True Or False Possession?
to distinguish the Demonic from the Demented
Sophia Institute Press
Lhermitte (1877-1959) was one of the most famous neurologists of
his generation. He was also a psychiatrist and fully believing
Catholic. In the context of this work, this means he believed in
the existence of the devil and in the possibility of demonic
possession. However, as psychiatrist Aaron Kheriaty notes in his
important introduction, this work was published in 1956, when
most Catholics took the existence of the devil for granted. The
author's intention is to remind readers that whenever unusual
behaviours occur in people, a naturalistic explanation needs to
be considered first.
Thus in the case of Marie Therese Noblet, it is easy to understand why people thought that she was a classic case of someone possessed.
However, the presentation could be explained in medical terms. Even more unusual was the case of Sister Jeanne of the Angels from the famous Ursuline convent at Loudon. However extraordinary the manifestations, they could be explained by a diagnosis of hysteria.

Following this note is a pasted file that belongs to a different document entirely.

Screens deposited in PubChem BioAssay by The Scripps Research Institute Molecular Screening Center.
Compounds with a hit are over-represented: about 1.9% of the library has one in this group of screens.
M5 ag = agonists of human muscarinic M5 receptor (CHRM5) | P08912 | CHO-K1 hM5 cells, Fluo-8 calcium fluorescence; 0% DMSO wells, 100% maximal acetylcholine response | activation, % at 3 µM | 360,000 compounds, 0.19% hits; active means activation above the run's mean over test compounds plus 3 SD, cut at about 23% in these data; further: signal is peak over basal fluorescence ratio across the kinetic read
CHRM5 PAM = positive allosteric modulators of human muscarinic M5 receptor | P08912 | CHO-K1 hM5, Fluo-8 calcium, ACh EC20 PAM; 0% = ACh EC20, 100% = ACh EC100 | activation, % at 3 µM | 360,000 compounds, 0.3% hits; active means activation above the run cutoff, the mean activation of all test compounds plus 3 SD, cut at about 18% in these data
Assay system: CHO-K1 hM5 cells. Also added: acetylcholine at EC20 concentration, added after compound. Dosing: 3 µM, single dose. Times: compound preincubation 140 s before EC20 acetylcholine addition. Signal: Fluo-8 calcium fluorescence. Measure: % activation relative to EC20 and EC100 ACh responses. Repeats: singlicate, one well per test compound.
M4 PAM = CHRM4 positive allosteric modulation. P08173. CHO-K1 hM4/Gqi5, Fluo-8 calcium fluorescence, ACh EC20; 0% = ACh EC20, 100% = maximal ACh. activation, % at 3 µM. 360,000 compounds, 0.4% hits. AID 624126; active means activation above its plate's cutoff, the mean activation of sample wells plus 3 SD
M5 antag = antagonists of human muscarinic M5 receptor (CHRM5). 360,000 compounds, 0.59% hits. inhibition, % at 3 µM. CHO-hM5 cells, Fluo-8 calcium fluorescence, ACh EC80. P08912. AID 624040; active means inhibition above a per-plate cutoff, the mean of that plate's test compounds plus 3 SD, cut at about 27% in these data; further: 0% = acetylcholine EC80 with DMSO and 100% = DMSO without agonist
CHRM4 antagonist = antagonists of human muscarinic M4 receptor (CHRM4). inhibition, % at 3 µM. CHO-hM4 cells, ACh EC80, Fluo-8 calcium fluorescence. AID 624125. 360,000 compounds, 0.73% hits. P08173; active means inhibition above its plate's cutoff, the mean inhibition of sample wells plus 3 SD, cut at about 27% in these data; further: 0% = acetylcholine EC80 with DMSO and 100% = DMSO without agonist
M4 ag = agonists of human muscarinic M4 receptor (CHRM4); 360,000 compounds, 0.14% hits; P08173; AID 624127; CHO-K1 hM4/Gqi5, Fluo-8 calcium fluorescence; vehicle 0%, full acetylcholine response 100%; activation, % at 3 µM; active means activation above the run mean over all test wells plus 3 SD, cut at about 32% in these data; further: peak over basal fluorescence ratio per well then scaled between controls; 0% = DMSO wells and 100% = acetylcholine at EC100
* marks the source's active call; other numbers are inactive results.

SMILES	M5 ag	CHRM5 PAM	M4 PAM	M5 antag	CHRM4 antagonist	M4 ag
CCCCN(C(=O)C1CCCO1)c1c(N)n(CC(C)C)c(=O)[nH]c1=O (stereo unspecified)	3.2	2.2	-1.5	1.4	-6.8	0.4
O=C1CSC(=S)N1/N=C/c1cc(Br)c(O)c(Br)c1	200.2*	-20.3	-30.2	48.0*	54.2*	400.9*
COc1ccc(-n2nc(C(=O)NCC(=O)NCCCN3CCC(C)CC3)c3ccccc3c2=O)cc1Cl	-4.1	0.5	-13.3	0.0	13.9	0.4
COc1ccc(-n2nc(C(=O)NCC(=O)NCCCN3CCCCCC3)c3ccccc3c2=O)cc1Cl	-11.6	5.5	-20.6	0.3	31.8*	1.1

A truly disturbing case was that of Magdalene of the Cross. She appeared to have the stigmata and she could live for months without food. She was thought to very holy. But she turned out to be a fraud and worse: she had made a pact with the devil well before the extraordinary manifestations.
Doctor Lhermitte was too good a psychiatrist to attribute all unusual phenomena to the devil. He was also too orthodox a Catholic to deny all possibility of demonic activity. What he is asking for is a thorough discernment in such cases. The work needs to be read within this context.
This is an excellent resource on a very important subject.
REVIEWED BY DR PRAVIN THEVATHASAN